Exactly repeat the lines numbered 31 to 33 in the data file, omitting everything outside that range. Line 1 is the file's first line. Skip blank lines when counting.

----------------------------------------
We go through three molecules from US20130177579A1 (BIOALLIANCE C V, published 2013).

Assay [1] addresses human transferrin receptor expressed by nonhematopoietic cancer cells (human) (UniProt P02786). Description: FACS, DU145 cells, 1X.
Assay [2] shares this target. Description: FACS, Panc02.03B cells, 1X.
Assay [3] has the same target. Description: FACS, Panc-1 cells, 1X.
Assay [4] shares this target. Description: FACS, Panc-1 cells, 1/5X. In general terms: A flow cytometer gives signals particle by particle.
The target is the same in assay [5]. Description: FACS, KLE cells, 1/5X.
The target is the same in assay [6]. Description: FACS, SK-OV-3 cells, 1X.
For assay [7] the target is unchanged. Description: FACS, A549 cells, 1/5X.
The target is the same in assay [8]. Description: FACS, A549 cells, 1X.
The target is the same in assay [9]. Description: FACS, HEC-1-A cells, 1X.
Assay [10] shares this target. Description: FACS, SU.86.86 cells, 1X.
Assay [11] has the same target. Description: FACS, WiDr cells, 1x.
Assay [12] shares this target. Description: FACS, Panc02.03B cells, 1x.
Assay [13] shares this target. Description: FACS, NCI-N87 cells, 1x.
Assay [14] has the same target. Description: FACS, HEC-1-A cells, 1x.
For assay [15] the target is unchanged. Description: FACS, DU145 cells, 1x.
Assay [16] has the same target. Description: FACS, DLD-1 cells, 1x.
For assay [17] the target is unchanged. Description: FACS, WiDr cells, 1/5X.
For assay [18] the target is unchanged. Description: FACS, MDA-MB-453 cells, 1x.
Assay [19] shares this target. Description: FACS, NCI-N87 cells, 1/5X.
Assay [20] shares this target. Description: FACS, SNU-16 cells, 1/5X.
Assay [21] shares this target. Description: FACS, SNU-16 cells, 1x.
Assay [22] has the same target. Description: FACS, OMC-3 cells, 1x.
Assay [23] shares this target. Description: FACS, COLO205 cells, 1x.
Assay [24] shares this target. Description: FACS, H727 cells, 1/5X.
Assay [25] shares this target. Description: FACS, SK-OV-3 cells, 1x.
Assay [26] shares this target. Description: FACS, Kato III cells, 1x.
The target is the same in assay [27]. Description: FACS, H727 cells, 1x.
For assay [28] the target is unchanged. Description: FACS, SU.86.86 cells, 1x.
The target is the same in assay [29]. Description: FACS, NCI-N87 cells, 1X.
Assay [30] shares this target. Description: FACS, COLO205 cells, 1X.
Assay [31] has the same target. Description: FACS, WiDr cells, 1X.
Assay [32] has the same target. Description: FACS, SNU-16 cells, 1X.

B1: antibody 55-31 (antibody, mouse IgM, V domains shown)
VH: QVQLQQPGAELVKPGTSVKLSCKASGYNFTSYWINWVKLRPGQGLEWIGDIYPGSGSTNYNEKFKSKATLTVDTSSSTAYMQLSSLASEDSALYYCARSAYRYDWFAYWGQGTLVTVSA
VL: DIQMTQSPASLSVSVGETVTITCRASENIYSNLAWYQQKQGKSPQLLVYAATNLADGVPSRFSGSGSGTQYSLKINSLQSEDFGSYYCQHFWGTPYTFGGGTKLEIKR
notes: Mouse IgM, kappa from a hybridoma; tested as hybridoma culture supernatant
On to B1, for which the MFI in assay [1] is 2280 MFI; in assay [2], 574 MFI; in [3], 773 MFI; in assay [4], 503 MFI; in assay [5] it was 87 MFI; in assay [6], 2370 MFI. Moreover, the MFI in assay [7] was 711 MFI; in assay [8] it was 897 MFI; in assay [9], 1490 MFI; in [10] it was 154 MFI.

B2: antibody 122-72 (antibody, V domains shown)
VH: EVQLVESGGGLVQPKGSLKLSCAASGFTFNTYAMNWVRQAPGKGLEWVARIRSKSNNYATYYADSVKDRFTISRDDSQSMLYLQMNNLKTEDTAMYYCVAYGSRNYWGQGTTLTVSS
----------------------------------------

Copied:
Assay [30] shares this target. Description: FACS, COLO205 cells, 1X.
Assay [31] has the same target. Description: FACS, WiDr cells, 1X.
Assay [32] has the same target. Description: FACS, SNU-16 cells, 1X.